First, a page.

Just when it looked as if Someone Up There had decided to handicap the Laker season by taking their players one at a time, Kareem Abdul-Jabbar and Mike Smrek returned from the flu.
So the Lakers handicapped it, themselves, in the traditional way. Friday night at the Forum, they spotted another big underdog, the Jazz, a 15-minute head start and a 17-point lead and then saw how long it took to get it back.
Answer: 18 minutes, by mid-third quarter.
Then the Jazz hung in for a while before the Lakers polished it off, 112-105. Magic Johnson broke a 105-105 tie with a three-point play, scored the last nine Laker points, finished with a team-high 27 plus 17 assists and the Laker winning streak was up to 9 games and 33 of 36.
So what did the winningest coach in basketball tell his charges?
Nice comeback, guys?
Whatever is was, it took 12 minutes before the dressing room opened.
"We just haven't been coming ready to play," said Pat Riley, eschewing compliments about the comeback.
"I don't know what the problem is. Maybe we're bored with winning right now. Maybe I need to make a little change in the rotation. . . . It seems we have to get down double- digits to start playing the game.
"Winning sometimes isn't enough. You've got to kick your game up to a higher level."
Riley also called his team's defense in the first half things like "passive" and "non-existent." Whatever it was, the Mailman, Karl Malone, showed up for his appointed rounds and walked all over it, beating A.C. Green, Mychal Thompson and Kurt Rambis for 20 points and 8 rebounds by halftime. Before the second period was two minutes old, the Jazz led, 43-26.
So what else was new? The Lakers had been down double- digits during their latest winning streak to the Bullets, Clippers, Pistons, Hawks, Spurs and Nuggets.
They rallied all those other times, and to no one's surprise, they rallied this time, too. The Jazz lead was down to 62-55 by halftime and disappeared entirely in the third period, as Byron Scott scored 13 points to lead the comeback. But Jazz back-up center Mel Turpin kept lugging his beer belly into the low post and hitting jump hooks and whatever else he took. Turpin had 22 by the end of the third period, and the Jazz was hanging on to a 90-89 lead.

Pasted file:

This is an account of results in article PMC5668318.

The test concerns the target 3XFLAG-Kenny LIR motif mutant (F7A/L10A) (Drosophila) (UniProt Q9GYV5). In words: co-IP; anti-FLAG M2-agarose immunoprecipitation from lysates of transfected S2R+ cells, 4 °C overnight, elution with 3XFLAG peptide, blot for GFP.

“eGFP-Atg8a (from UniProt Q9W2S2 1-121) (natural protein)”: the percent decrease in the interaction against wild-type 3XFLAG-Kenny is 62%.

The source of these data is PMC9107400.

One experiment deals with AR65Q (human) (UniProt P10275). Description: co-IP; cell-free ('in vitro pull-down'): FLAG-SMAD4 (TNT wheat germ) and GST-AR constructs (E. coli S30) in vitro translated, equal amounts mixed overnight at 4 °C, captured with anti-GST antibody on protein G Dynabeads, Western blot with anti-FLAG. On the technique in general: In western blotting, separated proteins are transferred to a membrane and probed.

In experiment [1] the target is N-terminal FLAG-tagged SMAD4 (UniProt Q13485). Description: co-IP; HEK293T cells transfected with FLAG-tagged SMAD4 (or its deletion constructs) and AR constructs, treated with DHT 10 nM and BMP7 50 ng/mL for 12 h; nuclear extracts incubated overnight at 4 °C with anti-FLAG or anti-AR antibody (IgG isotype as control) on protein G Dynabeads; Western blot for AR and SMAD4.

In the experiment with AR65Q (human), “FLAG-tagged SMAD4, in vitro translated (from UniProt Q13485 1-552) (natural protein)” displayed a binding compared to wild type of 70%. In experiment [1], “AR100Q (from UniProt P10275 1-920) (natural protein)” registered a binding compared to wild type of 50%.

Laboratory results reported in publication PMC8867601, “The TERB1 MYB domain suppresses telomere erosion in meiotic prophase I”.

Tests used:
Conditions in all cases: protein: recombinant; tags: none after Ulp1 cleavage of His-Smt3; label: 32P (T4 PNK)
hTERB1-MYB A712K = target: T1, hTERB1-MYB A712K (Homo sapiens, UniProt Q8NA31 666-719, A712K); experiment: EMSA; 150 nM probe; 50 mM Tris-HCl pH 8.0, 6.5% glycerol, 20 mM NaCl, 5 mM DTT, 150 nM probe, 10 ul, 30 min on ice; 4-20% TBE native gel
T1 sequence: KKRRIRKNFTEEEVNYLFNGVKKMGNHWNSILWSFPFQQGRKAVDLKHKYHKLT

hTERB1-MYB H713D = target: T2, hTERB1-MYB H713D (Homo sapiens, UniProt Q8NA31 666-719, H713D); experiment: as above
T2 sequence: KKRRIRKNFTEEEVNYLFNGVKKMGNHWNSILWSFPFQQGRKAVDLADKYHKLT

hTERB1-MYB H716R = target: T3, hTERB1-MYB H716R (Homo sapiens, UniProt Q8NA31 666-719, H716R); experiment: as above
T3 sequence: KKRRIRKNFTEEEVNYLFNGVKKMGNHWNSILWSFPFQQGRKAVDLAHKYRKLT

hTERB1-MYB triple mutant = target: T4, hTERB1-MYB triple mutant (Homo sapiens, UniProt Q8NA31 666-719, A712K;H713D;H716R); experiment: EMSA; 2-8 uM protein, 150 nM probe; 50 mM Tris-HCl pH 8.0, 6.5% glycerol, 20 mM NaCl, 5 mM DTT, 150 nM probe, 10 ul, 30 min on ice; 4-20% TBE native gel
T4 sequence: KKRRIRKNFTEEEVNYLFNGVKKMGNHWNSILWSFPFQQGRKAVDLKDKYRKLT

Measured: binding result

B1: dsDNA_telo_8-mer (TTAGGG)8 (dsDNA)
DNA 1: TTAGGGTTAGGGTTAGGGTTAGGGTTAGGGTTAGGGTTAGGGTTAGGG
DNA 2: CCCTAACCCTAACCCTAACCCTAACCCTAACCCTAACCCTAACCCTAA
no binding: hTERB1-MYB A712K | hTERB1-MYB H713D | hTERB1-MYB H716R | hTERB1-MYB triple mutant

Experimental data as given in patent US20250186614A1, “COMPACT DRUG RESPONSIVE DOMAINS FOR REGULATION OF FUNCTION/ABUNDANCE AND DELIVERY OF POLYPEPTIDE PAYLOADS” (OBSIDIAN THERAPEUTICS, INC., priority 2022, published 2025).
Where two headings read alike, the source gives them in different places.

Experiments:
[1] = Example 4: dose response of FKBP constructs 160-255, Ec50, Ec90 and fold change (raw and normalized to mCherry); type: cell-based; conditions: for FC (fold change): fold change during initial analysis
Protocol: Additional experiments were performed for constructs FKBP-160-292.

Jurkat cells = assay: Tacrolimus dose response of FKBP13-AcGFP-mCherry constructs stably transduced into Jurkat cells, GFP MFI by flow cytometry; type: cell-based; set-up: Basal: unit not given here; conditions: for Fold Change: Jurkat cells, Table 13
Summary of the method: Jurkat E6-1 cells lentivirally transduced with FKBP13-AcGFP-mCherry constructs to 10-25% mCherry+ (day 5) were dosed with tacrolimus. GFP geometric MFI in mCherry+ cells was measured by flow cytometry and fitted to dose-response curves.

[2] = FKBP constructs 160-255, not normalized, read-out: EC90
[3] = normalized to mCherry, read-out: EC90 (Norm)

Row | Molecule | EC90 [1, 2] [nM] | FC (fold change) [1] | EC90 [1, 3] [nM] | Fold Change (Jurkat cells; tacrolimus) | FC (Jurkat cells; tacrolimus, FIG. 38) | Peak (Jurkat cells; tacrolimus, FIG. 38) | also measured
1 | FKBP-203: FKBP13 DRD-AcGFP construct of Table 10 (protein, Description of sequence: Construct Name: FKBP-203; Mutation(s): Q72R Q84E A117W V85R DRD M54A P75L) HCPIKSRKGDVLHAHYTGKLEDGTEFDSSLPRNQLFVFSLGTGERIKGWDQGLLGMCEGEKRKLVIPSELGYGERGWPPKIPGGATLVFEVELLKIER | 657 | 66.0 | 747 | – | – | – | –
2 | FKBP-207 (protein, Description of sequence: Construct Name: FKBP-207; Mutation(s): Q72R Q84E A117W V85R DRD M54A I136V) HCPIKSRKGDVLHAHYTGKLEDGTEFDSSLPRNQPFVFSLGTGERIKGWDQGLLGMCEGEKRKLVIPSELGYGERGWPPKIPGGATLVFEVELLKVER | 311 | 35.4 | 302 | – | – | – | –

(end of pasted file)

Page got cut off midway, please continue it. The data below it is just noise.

Not for long, though. Wes Matthews hit consecutive three-pointers out of each corner, and the Lakers had the lead for good.
It was only a small lead, 104-103, however when Thurl Bailey made two free throws with 2:47 left. Abdul-Jabbar missed two hook shots on the next possession, and the Jazz got the ball back with a chance to take the lead. There, Ricky Green bounced the ball off the foot of the Mailman, who was posting up low. Johnson was fouled on a fast break and made one of two free throws.
At the other end, John Stockton hit a 12-footer, tying it, 105-105, with 1:34 left.
The Lakers cleared a side for Johnson, working on Darrell Griffith. Griffith bumped him as he turned into the lane, and Johnson fired off a 10-foot hook as he started soaring toward mid-court, secure in the knowledge he'd been fouled. The ball fell, so did his free throw and it was 108-105.
The Mailman missed a seven-foot jump hook. The Lakers rebounded and Johnson hit a 16-foot push shot. Ballgame.
For good measure, after the Jazz missed their shots, Magic made two more free throws to send everyone home happy, give or take a coach.
Behind a Laker-San Antonio Spurs deal that didn't happen: A source confirms that the teams were agreed on Billy Thompson for Mike Mitchell. The hang-up? Owner Jerry Buss reportedly wouldn't go for Mitchell's $750,000 salary, whether the contract was restructured or not. . . . Why would the Lakers trade a 24-year-old with a lot of potential for a 32-year-old one year out of a drug rehabilitation? 1) Mitchell is a proven scorer, with a 20.8 average for his first eight seasons; 2) the Lakers are thought to be leaning toward protecting back-up center Mike Smrek along with Michael Cooper, Mychal Thompson and their starting five in the upcoming expansion draft, so they stand to lose Billy Thompson anyway.